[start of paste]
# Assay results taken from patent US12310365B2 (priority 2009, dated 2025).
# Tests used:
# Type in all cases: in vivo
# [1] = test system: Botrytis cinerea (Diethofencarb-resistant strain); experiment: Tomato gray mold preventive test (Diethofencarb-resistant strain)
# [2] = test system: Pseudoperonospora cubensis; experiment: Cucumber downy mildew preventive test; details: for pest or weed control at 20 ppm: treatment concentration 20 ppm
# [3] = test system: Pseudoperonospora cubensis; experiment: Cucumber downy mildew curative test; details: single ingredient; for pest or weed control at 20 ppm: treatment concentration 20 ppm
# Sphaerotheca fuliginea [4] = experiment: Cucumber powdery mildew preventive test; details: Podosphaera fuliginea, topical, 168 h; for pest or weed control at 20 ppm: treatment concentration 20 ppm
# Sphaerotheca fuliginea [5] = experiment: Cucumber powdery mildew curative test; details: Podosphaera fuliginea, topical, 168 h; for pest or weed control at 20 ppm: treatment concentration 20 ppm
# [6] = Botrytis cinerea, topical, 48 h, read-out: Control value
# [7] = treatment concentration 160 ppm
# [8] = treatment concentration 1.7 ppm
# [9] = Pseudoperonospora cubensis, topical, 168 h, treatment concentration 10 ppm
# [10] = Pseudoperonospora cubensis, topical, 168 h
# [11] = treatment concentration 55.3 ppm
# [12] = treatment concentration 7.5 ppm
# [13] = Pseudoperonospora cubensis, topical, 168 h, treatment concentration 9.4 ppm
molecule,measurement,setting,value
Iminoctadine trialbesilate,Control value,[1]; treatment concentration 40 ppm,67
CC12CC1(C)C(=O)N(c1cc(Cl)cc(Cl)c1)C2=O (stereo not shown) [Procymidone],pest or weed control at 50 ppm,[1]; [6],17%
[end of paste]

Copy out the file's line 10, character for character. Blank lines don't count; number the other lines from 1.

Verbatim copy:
# [7] = treatment concentration 160 ppm